Although this one doesn't have a man with a big chest, it makes up for it with a woman of similar attributes. Anita Ekberg plays the Queen of the desert, Xenobia (spelled with an "X" in the AIP credits), and the Italian costume designers were clearly under orders to ensure that her 40-inch bosom receives maximum uncoverage. The off-the-shoulder black evening gown that she seductively wears when arraigned before the Roman Senate could well be the same dress she wore in La Dolce Vita, made the same year. For younger viewers there is plenty of action and sword play, and the battle scenes were possibly one of the first occasions that stunt men allowed themselves to be set on fire. The hero suffers a spear straight to the chest, but in true western style he's as right as rain a few scenes later.

AIP decided that Sign of the Gladiator would make a more exciting title than At the Sign of Rome, even though there wasn't a single gladiator in sight. This difficulty was solved by re-writing the opening narration in which we are told that officers and generals of the Roman army were often recruited from the ranks of gladiators and that the foremost of the ex-gladiators was chosen to lead the army against Xenobia's hordes. Unfortunately, anyone who misses the opening narration will be waiting 85 minutes for a gladiator who never shows up. New York-based Titra Sound, regarded as the best dubbing company of all time, supply the English narration and dialogue, spoken by legendary voice actors George Gonneau, Peggy Lobbin and Norman Rose.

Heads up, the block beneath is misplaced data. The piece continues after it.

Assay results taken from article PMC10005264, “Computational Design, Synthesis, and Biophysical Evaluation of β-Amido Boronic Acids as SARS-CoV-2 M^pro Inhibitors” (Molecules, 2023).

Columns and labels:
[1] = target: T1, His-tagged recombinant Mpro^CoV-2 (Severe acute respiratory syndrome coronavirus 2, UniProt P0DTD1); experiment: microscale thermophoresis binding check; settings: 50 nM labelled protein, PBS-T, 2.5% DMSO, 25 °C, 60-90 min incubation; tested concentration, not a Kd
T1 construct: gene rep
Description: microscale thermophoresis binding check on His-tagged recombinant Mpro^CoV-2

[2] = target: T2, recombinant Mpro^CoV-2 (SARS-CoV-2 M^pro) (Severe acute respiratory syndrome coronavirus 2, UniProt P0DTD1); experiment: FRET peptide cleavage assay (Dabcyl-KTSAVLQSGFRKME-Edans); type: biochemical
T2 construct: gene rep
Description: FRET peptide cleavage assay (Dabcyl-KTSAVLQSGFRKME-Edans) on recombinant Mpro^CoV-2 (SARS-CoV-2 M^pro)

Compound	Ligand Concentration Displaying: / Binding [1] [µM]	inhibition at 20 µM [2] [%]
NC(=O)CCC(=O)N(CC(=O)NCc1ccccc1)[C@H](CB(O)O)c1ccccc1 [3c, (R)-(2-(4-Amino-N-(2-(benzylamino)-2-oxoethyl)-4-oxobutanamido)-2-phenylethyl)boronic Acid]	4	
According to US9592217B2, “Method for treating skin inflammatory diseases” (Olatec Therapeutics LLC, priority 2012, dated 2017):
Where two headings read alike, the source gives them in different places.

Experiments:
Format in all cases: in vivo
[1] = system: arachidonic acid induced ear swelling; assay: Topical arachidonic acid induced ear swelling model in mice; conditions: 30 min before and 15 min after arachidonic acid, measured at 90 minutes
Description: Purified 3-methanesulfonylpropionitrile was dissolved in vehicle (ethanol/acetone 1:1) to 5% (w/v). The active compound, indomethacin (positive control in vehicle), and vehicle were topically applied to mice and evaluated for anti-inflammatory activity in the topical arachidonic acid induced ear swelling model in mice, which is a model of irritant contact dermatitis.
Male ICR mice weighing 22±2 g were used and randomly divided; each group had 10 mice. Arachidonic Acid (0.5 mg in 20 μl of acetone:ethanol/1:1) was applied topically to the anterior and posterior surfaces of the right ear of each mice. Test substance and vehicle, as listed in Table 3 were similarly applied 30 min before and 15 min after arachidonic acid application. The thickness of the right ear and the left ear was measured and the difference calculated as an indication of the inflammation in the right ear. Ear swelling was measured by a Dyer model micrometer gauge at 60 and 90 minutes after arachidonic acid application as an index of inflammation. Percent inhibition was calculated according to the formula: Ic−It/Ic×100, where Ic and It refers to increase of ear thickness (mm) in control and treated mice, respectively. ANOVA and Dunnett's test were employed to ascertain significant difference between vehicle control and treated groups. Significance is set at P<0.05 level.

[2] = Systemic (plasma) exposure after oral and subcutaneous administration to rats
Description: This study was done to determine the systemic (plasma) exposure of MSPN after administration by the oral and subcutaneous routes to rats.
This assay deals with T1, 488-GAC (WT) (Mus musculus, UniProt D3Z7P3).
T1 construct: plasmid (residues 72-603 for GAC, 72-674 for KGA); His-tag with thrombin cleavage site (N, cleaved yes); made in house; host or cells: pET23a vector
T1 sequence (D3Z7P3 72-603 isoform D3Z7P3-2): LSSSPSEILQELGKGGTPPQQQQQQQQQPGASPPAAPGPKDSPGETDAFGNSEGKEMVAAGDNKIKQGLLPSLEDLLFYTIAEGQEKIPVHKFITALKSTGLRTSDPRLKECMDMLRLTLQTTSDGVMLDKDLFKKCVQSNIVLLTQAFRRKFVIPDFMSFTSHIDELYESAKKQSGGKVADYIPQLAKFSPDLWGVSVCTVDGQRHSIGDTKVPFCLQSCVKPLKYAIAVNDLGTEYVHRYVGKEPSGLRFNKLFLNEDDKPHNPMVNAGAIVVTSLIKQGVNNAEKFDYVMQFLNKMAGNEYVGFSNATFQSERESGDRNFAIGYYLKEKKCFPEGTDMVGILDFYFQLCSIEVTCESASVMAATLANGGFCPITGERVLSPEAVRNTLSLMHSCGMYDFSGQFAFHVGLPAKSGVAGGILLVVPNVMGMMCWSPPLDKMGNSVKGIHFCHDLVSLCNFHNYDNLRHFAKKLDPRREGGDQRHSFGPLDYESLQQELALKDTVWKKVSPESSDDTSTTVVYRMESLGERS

For the music score AIP would frequently bring in Les Baxter to entirely re-score the film from beginning to end. However, for Sign of the Gladiator AIP retained the original score by Lavagnino, except for the opening and closing titles which were re-shot with fresh footage. For the main title we see a scantily-clad showgirl dancing round a flaming altar, accompanied by Lavagnino's eerie music from the scene where the hero is tortured by thirst in the desert. To accompany the end title AIP made the bold (though hardly artistic) decision to finish with a pop song. "Xenobia" was composed by future film music giant Dominic Frontiere, with lyrics by Milton Raskin. The vocalist was the dependable Bill Lee who the previous year was chosen to dub the singing voice of John Kerr in South Pacific. American International Records released "Xenobia" as a single (AIR 501), but by way of an in-house joke named the backing group as the "Al Simms Sextet." (Simms was a senior executive at AIP and in charge of the music department). Milton Raskin had an unenviable task in devising pop lyrics for an Italian epic, but this is what he came up with: "Xenobia, lovely as the night / Eyes of misty light / Holding me close to you / Xenobia, lips of flame and fire / Burning with desire / More than I ever knew / Xenobia, hear me call to you from afar / I will go wherever you are / Will you open your heart? / For this I know – I am yours if you will command / Take my arm and you'll understand / What I knew from the start / Xenobia, do you lead me on? / Will my dream be gone? / Will it fade in the blue above? / Be mine alone, Xenobia, my love…."

This film may have started out as a serious historical exercise, but by the time Miss Ekberg and AIP had finished, it was a fun entertainment movie for all the family….and highly enjoyable. More importantly, the release made a healthy profit for AIP who were then able to buy up over 50 other Italian epics, many of them going straight to another company venture -- American International Television.